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How To Use A Transistor

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Transistors are helpful components. They serve the purpose of switching a “high” (usually up to 20V, which won’t shock you) voltage on and off with a much smaller voltage of 1V (less than an AA battery) or more. If you’ve wondered how to use a transistor in a circuit, finish reading this guide to find out how!

How to Use a Transistor
Image Credit: By Aminba1376 – Own work, CC BY-SA 4.0, https://commons.wikimedia.org/w/index.php?curid=53191778

To make the circuit, you need just a couple of things, shown in the list below.

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Let’s start with the schematic (circuit diagram), which I made in Tinkercad, an online CAD program. Here it is:

This image has an empty alt attribute; its file name is Screenshot-2021-12-17-8.14.59-PM-1000x520.png

When you click the button, electricity from the coin battery goes into the middle (base) pin, which changes the conductivity of the transistor, resulting in the left and right side (collector and emitter) pin connecting, powering the LED with the 4 AA battery pack.

To build the circuit, first set out the components. Push the transistor into the breadboard. Also, push in the LED or another actuator. After that, find your LED/actuator power supply and your trigger power supply. Next, hook the LED power supply into the power bars on either side of the breadboard, and lay the trigger power supply out beside the breadboard.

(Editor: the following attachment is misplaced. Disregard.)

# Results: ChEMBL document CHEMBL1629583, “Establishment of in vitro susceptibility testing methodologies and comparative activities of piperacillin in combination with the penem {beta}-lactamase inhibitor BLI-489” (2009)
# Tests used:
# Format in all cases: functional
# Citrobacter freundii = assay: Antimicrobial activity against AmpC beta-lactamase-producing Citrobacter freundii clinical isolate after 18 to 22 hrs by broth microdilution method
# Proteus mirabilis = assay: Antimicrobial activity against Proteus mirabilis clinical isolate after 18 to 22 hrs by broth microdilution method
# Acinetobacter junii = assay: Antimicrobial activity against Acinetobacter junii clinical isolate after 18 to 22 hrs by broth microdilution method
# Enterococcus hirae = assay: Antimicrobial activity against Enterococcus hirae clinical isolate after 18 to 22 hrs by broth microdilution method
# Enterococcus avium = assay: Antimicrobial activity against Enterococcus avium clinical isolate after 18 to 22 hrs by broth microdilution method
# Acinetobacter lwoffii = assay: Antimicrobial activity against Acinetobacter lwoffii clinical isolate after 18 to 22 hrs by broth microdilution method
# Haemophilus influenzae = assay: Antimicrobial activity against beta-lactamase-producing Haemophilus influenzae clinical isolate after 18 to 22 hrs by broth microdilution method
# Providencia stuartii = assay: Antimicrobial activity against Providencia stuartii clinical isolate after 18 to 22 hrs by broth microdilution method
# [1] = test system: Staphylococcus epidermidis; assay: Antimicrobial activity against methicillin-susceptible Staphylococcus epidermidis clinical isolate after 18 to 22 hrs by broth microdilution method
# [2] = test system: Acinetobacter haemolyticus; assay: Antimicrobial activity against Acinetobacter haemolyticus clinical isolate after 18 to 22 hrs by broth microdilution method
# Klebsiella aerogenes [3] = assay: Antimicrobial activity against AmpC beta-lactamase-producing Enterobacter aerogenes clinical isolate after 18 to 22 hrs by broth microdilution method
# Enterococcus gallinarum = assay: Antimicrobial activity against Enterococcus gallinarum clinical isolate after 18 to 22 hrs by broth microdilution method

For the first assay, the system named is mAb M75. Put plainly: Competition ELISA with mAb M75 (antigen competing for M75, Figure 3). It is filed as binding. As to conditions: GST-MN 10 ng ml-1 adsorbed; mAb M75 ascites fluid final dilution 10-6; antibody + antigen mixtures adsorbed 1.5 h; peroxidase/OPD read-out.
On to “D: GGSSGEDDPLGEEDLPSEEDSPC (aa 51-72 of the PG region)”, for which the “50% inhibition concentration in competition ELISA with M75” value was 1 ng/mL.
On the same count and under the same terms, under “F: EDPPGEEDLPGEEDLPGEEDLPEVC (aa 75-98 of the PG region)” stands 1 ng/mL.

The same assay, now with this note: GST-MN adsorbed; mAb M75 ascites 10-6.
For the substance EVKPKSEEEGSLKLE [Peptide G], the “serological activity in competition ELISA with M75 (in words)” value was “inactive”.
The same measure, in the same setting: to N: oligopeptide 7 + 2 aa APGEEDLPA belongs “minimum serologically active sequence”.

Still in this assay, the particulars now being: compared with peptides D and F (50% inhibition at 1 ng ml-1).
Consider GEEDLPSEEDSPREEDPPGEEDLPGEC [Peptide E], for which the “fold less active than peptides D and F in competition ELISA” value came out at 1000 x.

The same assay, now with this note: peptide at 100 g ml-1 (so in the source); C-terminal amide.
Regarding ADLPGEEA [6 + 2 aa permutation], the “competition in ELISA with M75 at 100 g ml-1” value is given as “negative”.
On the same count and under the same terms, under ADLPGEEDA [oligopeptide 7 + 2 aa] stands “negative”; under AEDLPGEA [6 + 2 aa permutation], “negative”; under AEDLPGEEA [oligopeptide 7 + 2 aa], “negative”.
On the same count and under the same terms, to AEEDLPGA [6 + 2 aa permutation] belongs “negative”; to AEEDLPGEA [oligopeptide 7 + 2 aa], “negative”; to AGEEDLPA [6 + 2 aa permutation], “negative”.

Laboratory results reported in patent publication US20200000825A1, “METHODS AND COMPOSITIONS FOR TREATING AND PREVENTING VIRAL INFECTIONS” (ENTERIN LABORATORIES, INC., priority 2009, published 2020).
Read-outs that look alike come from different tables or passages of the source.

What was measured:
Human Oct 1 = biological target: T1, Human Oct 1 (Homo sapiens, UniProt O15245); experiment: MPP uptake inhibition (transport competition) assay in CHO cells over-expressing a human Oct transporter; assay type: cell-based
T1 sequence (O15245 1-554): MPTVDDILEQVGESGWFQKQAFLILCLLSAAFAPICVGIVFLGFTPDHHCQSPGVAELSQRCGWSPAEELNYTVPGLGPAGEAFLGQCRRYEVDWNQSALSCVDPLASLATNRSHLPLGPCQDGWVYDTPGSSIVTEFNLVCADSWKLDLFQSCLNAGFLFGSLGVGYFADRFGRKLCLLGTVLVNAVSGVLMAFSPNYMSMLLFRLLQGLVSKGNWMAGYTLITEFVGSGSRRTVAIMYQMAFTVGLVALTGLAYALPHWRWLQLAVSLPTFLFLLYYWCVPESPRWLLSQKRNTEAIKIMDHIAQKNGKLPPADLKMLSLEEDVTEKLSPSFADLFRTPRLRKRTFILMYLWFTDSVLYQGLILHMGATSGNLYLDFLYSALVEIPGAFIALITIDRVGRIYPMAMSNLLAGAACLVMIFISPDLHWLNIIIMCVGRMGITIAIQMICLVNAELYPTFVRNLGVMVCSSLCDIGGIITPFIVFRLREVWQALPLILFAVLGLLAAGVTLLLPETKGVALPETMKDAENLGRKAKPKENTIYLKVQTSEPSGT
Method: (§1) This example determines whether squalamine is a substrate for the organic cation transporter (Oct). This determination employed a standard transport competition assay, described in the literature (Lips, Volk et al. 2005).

Next, as in the schematic, use a jumper wire to connect one leg of the LED to the row on the power bar with a minus sign next to it. Connect the other leg to the transistor pin on the far right.

After that, connect the Collector pin of the transistor (on the far left) to the power bar marked with a plus sign. Also, connect the negative wire of the trigger power supply to the power bar with a minus sign. If you can’t figure out what wire is positive and which is negative, don’t worry about that until later. Lastly, connect the positive wire of the battery to the Base (middle) pin of the transistor.

That’s all! If it doesn’t work, try flipping the LED around, so that the pins are reversed. If it still doesn’t work, try flipping around the transistor. You could also try reversing the LED’s power supply or the trigger power supply. You can easily adapt this circuit to work with other actuators, triggers, and power supplies. The transistor will work as long as the power voltage is less than 20V. To get that voltage, you would need about 15 AA batteries, so it’s not likely that would happen! The trigger voltage can be anything from 1V to 10V. Thank you for reading, and have fun!

John H (7)

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